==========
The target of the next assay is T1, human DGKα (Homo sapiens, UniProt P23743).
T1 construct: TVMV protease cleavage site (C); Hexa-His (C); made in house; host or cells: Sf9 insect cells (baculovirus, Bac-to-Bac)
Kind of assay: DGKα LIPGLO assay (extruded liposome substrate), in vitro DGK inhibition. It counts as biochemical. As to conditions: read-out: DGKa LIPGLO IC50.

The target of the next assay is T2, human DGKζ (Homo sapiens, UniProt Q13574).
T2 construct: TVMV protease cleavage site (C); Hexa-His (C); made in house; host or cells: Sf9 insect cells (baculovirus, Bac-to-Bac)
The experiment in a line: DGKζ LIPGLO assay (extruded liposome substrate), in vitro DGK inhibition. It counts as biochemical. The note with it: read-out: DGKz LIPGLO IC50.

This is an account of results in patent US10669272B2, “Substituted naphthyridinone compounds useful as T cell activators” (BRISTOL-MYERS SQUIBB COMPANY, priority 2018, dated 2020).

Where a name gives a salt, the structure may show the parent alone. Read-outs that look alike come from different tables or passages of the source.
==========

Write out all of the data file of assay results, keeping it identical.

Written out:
The target of the next assay is T1, human DGKα (Homo sapiens, UniProt P23743).
T1 construct: TVMV protease cleavage site (C); Hexa-His (C); made in house; host or cells: Sf9 insect cells (baculovirus, Bac-to-Bac)
Kind of assay: DGKα LIPGLO assay (extruded liposome substrate), in vitro DGK inhibition. It counts as biochemical. As to conditions: read-out: DGKa LIPGLO IC50.

The target of the next assay is T2, human DGKζ (Homo sapiens, UniProt Q13574).
T2 construct: TVMV protease cleavage site (C); Hexa-His (C); made in house; host or cells: Sf9 insect cells (baculovirus, Bac-to-Bac)
The experiment in a line: DGKζ LIPGLO assay (extruded liposome substrate), in vitro DGK inhibition. It counts as biochemical. The note with it: read-out: DGKz LIPGLO IC50.

This is an account of results in patent US10669272B2, “Substituted naphthyridinone compounds useful as T cell activators” (BRISTOL-MYERS SQUIBB COMPANY, priority 2018, dated 2020).

Where a name gives a salt, the structure may show the parent alone. Read-outs that look alike come from different tables or passages of the source.